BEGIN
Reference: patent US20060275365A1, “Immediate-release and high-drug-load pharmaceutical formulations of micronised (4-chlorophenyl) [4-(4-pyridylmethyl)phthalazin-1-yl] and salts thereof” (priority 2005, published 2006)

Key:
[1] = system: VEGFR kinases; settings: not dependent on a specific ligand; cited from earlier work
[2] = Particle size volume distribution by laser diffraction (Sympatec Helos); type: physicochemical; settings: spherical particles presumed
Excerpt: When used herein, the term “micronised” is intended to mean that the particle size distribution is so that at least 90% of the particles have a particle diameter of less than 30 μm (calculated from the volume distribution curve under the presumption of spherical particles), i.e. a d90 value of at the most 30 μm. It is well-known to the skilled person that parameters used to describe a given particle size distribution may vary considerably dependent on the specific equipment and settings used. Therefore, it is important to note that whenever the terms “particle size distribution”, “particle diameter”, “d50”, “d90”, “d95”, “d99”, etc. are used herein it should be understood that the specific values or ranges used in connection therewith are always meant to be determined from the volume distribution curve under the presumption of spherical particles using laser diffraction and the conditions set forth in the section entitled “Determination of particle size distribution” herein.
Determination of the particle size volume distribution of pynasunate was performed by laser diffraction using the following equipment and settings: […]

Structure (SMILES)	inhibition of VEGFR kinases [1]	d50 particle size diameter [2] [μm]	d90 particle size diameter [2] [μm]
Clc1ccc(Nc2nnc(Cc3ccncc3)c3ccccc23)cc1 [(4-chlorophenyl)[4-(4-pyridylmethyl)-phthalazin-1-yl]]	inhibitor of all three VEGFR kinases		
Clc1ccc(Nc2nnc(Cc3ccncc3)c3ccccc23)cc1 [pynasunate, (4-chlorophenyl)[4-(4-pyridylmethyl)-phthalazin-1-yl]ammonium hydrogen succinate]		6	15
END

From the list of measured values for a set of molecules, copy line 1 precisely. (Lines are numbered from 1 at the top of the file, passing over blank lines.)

Reference: patent US20060275365A1, “Immediate-release and high-drug-load pharmaceutical formulations of micronised (4-chlorophenyl) [4-(4-pyridylmethyl)phthalazin-1-yl] and salts thereof” (priority 2005, published 2006)